Dominguez said she was blown away with how lovely the shop was. She said as soon as Gus walked in and saw the TV playing his favorite shows, his demeanor instantly changed. 

“While we worked on paperwork, doing all the basic things, it was like he was comfortable,” Dominguez said. “And it turned into a great experience. Which I couldn’t have asked for more.”

Dominguez, who travels all the way from Fernandina Beach, said she will continue coming to Into the Looking Glasses as it provides an outlet for her child. She said being a mom of a child with behavioral and medical special needs is not easy. 

“Fighting for accommodations for him is what spends most of our time,” Dominguez said. “It’s not the kids themselves or the people, it’s the system. Trying to fit a round peg into a square hole.” 

Dominguez said that’s why Monkoski’s mission and advocacy are so needed.

For the future of her shop, Monkoski said she hopes to expand and become a full-on optometry facility, offering direct eye care to in-store patients, including same-day eyeglass making.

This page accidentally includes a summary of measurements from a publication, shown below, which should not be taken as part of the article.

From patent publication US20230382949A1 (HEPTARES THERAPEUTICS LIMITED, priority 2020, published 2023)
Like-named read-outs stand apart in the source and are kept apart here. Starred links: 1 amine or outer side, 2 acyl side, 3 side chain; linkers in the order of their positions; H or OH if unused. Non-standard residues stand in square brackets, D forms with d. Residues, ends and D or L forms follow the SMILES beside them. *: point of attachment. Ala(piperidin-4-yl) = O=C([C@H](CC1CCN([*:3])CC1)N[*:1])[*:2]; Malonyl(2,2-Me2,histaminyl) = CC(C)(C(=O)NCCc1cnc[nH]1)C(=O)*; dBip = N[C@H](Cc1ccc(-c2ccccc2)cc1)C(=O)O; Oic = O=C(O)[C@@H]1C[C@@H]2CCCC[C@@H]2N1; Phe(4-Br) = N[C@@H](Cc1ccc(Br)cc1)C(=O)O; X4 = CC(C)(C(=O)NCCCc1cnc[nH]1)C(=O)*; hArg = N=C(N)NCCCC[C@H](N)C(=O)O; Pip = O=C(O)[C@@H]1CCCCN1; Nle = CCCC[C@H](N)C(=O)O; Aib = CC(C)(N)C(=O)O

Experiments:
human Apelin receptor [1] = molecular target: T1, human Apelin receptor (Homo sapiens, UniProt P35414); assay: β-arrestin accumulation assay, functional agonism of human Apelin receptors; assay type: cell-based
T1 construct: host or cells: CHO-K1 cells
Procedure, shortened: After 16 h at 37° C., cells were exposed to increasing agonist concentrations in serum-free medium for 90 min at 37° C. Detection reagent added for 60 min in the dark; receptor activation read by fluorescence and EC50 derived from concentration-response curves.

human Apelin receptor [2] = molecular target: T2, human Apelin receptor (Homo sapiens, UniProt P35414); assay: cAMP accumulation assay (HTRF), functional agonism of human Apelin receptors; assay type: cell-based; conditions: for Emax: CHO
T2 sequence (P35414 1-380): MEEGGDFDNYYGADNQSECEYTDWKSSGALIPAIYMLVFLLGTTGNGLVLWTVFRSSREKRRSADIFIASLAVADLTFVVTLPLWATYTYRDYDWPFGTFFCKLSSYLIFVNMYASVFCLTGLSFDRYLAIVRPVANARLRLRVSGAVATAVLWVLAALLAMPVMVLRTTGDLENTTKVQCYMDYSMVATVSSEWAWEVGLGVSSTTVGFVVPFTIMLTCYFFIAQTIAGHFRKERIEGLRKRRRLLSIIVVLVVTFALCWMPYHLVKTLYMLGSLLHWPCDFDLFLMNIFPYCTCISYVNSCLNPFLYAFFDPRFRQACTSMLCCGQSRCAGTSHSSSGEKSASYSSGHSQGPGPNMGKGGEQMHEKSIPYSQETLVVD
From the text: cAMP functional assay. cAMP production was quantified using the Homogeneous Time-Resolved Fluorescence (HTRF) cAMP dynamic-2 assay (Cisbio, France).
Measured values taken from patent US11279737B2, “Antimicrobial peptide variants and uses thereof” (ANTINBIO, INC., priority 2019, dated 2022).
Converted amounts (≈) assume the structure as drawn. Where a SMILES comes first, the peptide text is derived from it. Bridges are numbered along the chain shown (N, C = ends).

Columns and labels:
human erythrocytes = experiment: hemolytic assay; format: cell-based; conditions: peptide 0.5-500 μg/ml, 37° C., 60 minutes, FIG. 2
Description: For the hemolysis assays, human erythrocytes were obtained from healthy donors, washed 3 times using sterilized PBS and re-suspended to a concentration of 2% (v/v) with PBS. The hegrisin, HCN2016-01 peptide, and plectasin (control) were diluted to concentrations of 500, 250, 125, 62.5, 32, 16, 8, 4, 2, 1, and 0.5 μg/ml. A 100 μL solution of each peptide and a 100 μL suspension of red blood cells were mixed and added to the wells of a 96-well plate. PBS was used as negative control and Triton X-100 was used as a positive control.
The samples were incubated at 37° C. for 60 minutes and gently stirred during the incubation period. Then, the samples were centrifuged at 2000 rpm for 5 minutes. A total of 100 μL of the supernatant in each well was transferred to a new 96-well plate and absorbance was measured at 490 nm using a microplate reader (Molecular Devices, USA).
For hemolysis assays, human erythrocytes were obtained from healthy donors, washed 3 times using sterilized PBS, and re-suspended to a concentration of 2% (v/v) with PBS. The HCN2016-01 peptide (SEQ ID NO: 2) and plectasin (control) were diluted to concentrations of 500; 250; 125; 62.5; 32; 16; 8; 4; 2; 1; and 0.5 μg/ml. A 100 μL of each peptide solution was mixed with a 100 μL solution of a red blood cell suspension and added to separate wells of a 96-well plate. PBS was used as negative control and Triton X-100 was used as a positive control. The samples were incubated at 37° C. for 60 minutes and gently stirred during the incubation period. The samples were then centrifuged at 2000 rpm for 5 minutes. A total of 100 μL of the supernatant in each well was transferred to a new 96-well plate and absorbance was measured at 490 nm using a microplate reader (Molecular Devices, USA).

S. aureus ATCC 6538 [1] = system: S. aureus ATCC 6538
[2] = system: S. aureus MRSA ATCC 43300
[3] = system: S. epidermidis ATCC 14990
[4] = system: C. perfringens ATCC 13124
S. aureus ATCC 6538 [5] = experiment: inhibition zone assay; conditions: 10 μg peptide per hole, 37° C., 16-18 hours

Additionally, Monkoski said she aims to create a larger space where her patients can get additional support, including speech therapy and dental care.

“After we can achieve those, in another three, four, five years, I’d like to build a facility,” Monkoski said. “And, not just for what I do, but to bring in other therapists and other professionals that help in this field. A one-stop-shop, so to speak.” 

Monkoski said Into the Looking Glasses will continue advocating for those with special needs. 

“Everybody knows somebody with autism. Pretty much,” Monkoski said. “So, to have a population that big and not be served is sad.”